And last things last, they felt they were all on opposing sides of the business. Many of them, while in the same industry, were in a constant state of negotiation with each other. From their point of view if anyone else was winning, it came at a personal cost.


We had to find a common mind-share of a hard-working, often exhausted group of stubborn men and women who despite the challenges still get up the next day to do it all again.

Generational farms and modern corporations.

Cattle ranchers and protein manufacturers.

City slickers and country folk.

Those with three-hundred thousand heads and those with three.

Future and former farmers.


The men and women tasked to be stewards of the land, the industry, the future, and the business, and even those who sought to gain from experience in the university halls. Every iteration in between.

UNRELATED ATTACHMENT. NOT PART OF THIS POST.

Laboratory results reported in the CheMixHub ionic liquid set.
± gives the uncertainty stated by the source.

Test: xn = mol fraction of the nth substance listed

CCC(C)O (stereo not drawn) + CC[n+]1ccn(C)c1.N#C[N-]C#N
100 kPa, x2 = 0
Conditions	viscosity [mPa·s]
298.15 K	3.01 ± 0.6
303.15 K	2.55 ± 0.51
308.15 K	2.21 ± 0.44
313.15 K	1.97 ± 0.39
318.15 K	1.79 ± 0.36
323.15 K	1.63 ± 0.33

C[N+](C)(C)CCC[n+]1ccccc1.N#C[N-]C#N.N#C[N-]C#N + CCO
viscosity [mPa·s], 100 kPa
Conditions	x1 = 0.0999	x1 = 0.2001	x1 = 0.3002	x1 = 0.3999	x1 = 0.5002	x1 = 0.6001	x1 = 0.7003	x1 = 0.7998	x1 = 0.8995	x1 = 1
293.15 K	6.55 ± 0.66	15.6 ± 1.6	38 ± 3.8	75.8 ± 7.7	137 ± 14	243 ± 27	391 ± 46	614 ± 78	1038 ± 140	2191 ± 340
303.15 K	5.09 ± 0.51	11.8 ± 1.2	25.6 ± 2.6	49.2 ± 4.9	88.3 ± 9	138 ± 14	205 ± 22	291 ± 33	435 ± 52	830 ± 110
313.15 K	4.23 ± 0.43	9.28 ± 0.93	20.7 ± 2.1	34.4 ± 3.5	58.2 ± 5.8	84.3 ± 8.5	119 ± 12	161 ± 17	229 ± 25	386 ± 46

Heart Healthy


Turns out, the solution was making sure the heart was in the right place. The USRSB got the data and the intent right. It was never about telling the audience what to believe but listening and sharing what they learned (something we’re big fans of too). After working with the current members of the USRSB, workshopping and exploring each of their experiences, we started to see the larger connection. It was both rooted in heritage and experience but also fed by optimism and the same drive that kept those men and women the will to get up and do it again tomorrow. Little nostalgia, little hope and a lot of belief that anything is possible.


We leaned on good old fashioned Western American Values. The same values that were handed down from generation to generation were still alive and well throughout the industry. We realized we couldn’t break through all the distrust unless we reminded them all that we are in this together.


From there, we simply followed the story. Or in this case, we went on a five-state, 1500-mile, 21-hours-of-driving, 2-flights (additional 1600 miles of flying) 100,000-head-of-cattle, 8-location, 400-pounds-of-equipment, 10-hotel-room, and one -cow-dog tour of the American Beef Industry. We went out in search of the people and the stories that still make the tapestry of the American West robust and rich.